The big advantage offered by the 940 Pro Turkey is the ability to pair it with a low-profile red-dot and zero a pattern for confident shots at longer ranges, but that’s far from the only feature gobbler hunters will find appealing. The gun has the same semi-automatic operating system Mossberg introduced in the 940 JM Pro competition shotgun, developed to run longer between cleanings than the company’s previous semi-autos. The key component is a gold-colored spacer that reduces the movement required of the gas piston to initiate the action cycle. Thanks to its ribbed and ventilated design, the spacer moderates friction with the magazine tube. In addition, the gas piston, magazine tube, hammer and sear are nickel-boron-coated and the return-spring plunger is hard-anodized aluminum to promote smooth operation. Mossberg reports that the system operates reliably with up to 1,500 rounds between cleanings.
Mossberg 940 Pro Turkey Specs
- Type: semi-automatic shotgun
- Gauge: 12
- Chamber: 3”
- Capacity: 4+1 rounds
- Barrel Length: 18 1/2"
- Overall Length: 39 1/4"
- Weight: 7 1/4 lbs.
- Stock: composite; Mossy Oak Greenleaf
- Length of Pull: adjustable, 13"-14 1/4"
- Drop at Heel: adjustable, 2 5/8" factory setting
- Drop at Comb: adjustable, 1 3/4" factory setting
- Sights: HiViz fiber-optic front; receiver cut for mounting optics with Shield RMSc footprint
- Choke Tube: extended, ported X-Factor XX-Full
- MSRP: $1,189
- Info: mossberg.com
Other upgrades the company has carried over from the competition gun should prove to be welcome features in the turkey woods. The oversized and beveled loading port has a redesigned elevator and shell catch. These improvements were designed to allow competitive shooters racing against the clock to quickly stuff rounds into the magazine tube, but they also make it easier for turkey hunters to load up by feel before dawn. Similarly, the oversized charging handle and bolt-release button are a cinch to operate when wearing gloves, and easing the bolt forward by riding the charging handle allows a hunter to chamber a round quietly without alerting the roost.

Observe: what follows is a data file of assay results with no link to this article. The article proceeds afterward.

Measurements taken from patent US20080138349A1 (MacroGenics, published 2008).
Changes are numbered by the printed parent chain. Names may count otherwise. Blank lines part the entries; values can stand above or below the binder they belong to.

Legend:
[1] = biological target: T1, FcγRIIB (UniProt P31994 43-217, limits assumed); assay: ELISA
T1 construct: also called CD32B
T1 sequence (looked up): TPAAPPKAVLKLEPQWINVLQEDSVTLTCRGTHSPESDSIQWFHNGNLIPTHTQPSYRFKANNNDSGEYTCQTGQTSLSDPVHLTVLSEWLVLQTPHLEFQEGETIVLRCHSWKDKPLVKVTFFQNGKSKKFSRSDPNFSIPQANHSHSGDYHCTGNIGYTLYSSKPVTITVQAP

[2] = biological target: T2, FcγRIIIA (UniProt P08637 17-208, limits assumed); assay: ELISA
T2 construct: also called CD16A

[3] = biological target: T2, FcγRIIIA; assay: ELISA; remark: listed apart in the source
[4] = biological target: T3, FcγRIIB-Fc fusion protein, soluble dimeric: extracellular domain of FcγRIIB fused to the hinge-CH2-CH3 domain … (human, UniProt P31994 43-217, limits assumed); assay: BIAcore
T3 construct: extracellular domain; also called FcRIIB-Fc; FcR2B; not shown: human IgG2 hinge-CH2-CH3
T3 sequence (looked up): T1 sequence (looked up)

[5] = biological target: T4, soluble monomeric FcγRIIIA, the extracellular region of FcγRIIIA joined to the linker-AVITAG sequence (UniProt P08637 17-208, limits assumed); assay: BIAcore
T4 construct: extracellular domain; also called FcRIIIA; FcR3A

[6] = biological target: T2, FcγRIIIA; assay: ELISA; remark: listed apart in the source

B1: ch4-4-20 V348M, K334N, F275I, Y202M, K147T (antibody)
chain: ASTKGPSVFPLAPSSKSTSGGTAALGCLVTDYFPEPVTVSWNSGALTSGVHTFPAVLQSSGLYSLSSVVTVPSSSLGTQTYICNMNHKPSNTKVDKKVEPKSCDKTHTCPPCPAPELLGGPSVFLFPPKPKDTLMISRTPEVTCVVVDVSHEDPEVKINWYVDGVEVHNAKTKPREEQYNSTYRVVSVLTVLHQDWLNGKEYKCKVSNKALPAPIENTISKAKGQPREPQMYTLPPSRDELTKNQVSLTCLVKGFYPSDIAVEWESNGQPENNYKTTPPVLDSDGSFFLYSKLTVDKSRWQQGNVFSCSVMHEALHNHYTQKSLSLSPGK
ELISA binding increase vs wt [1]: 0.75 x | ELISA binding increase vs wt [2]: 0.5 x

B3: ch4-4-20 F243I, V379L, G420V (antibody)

The slim-profile fore-end cradles nicely in the hand, and its checkering ensures it won’t slip against a glove. While the old-school Mossy Oak Greenleaf finish is just for the turkey woods, the adjustable stock is another nod toward competitive shooters that hunters will find beneficial. Spacers permit adjustment of drop, cast and length of pull from 13 to 14 1/4 inches. The trigger, too, is worthy of a gun developed for competition. In the 940 Pro Turkey I tested, it broke at a pull weight of about 4 pounds after a bit of take-up. Mossberg clearly understands the importance of a good trigger in a shotgun meant to deliver precise patterns.
The 940 Pro Turkey is available with two barrel lengths: 18 1/2 and 24 inches. Both come with Mossberg’s X-Factor XX-Full ported choke tube, which has a constriction of 0.670 inches. I much prefer a short barrel on a turkey gun because there is less chance of it hanging up in the undergrowth when I have to make a late adjustment to my position, so I opted to test the 18 1/2-inch version. I mounted a Holosun HS407K reflex sight to the receiver.
At the range, patterns with 2-ounce No. 9 Apex Turkey Tungsten Super Shot and 1 3/4-ounce No. 7 Federal Premium Heavyweight TSS loads were impressive. With each load there were more than 100 pellet holes in a 10-inch circle at 50 yards, and the patterns were even with no gaps that would leave a gobbler unscathed. Recoil from the 7 1/4-pound gun was stout but not punishing, the 940 Pro Turkey’s gas system and cushiony recoil pad helping to reduce some of the kick. There were no failures to feed or fire, and I was able to load and unload the gun smoothly. The redesigned shell catch, in particular, was much improved over other Mossberg shotguns I’ve tested, and removing rounds from the magazine tube was no longer a source of frustration.
I carried the 940 Pro Turkey for almost a month during seasons in Pennsylvania and North Carolina. A few of those hunts began before daybreak and stretched into the mid-afternoon, my mapping app showing that I hiked more than 6 miles on several occasions while trying to get away from other hunters on public land. There was no time during any of those hunts where I felt like the gun was weighing me down. It carried nicely on my shoulder, freeing up my hands to run calls and pick morels when the birds weren’t talking.
I didn’t kill a bird with the gun, but I had several close calls and passed on a shot at an estimated 60 yards. Having a gun with the capability to reach out is reassuring, but I didn’t see the point in stretching it. The Mossberg 940 Pro Turkey will force you to make those kinds of decisions.
This article on turkey hunting is featured in March's Game & Fish Magazine. Click here to learn how to subscribe.